Attention Deficit Disorder is the most common neurobehavioral problem. It is characterized by problems with focusing, keeping attention, and an inability to finish tasks; it may include impulsive behaviors and hyperactivity. Most of the time, ADD/ADHD is diagnosed via a web-based quiz, or a psychiatric evaluation.
Once diagnosis is made, psychotropic medications, including Ritalin, Concerta, Stratera, etc. are prescribed. According to Cognitive Behavioral Therapy for Adult ADHD, most physicians have no training in the assessment and treatment of ADD/ADHD.
They know only what mind meds to prescribe to try to manage the symptoms of ADD/ADHD.
Current research has shown that ADD/ADHD is a true neurological dysfunction found in the brain, where there is a misfiring of nerve cells and an imbalance in brain chemicals called neurotransmitters.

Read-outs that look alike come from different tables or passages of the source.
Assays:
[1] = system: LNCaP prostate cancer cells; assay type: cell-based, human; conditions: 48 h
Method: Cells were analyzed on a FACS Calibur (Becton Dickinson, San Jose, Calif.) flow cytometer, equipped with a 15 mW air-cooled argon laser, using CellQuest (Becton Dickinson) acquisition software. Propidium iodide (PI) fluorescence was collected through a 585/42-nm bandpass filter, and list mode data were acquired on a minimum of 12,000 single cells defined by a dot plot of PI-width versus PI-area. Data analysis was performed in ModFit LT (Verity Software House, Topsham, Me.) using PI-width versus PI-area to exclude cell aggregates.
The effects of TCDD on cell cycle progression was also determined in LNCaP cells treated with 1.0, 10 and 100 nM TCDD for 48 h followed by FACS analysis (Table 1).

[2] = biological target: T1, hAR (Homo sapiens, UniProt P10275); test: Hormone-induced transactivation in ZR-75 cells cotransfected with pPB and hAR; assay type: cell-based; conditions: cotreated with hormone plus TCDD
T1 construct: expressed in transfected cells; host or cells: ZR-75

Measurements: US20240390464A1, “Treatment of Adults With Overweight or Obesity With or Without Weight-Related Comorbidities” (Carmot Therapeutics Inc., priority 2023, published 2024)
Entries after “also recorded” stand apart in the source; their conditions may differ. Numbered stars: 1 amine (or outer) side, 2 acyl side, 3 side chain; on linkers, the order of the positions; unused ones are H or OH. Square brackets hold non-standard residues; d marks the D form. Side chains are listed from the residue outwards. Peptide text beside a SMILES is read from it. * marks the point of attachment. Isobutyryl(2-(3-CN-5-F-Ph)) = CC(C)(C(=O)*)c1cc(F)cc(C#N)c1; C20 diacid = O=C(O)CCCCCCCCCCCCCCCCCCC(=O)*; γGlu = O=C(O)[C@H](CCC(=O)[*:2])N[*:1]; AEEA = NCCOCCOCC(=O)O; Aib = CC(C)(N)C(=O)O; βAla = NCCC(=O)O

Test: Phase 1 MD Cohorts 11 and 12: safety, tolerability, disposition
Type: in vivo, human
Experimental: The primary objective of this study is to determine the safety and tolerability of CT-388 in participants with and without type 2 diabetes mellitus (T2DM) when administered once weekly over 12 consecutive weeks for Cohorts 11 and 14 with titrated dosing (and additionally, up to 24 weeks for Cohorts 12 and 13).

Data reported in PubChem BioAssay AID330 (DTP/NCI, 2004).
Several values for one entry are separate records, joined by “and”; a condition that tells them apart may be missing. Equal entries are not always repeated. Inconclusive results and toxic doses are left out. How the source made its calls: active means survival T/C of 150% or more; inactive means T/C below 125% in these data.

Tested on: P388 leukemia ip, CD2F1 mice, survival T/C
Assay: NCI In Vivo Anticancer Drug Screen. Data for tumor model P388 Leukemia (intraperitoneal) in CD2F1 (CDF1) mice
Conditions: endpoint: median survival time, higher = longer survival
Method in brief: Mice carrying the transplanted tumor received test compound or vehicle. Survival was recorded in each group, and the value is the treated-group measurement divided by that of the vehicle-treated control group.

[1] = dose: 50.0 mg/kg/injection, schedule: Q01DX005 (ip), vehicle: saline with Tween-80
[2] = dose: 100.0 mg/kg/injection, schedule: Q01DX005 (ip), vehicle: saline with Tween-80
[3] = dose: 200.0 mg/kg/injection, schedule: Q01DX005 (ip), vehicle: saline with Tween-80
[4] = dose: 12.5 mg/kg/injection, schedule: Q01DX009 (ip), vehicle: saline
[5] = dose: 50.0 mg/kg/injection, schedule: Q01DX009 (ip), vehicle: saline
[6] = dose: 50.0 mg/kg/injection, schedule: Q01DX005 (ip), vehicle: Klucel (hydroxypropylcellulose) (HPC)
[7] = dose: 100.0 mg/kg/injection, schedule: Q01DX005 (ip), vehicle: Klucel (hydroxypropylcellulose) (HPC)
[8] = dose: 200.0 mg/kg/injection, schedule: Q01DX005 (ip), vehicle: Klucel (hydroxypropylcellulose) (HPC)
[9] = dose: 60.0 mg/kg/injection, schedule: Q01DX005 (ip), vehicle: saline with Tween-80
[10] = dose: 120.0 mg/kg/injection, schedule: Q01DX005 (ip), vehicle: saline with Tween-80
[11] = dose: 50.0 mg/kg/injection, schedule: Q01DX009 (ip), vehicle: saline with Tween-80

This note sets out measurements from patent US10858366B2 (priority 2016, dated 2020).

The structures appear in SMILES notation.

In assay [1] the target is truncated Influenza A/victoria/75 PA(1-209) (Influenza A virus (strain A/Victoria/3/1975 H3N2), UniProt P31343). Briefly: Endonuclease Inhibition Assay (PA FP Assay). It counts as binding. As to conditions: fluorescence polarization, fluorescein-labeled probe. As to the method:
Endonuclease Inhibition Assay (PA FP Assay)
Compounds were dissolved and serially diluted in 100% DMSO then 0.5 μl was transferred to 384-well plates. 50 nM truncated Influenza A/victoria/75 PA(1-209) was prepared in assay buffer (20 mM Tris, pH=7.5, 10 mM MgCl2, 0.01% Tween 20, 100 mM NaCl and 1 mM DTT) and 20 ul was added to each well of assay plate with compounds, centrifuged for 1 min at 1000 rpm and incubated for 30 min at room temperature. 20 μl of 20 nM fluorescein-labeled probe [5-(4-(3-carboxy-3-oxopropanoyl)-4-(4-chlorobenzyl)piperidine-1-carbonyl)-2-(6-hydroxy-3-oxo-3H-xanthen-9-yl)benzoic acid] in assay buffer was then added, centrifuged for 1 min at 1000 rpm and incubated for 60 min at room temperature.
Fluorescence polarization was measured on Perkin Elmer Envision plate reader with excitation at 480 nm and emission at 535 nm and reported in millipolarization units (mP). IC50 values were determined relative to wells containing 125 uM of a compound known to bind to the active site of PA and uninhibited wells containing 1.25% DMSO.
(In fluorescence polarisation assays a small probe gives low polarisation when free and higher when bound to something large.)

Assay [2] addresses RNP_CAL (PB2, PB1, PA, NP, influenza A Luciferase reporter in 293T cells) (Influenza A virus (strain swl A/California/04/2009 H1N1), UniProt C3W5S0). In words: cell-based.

Although the brain is not diseased in an individual with ADD/ADHD, there is a problem with the development of specific areas of the brain. The result is decreased processing of information within those specific areas.
This is a PET Scan of the brain. The image of the ADHD subject shows low dopamine (a brain chemical that helps us focus) designated by the light orange. When there are low levels of dopamine, there is a high probability for ADD/ADHD.
Attention Deficit Disorder and Attention Deficit Hyperactivity Disorder are real dysfunctions that need to be properly diagnosed and resolved. To use strong psychotropic medications as long-term treatment for an individual with this issue is irresponsible and inappropriate.
Do foods affect behavior?
Does sugar or food dye play a role in ADD/ADHD?
What is the proper way to diagnose ADD?
What are the best non-drug therapies to help resolve this dysfunction?
Why does ADD affect boys more than girls?
Can ADD be resolved?
These and many more questions will be answered over the next few parts of Attention Deficit Disorder.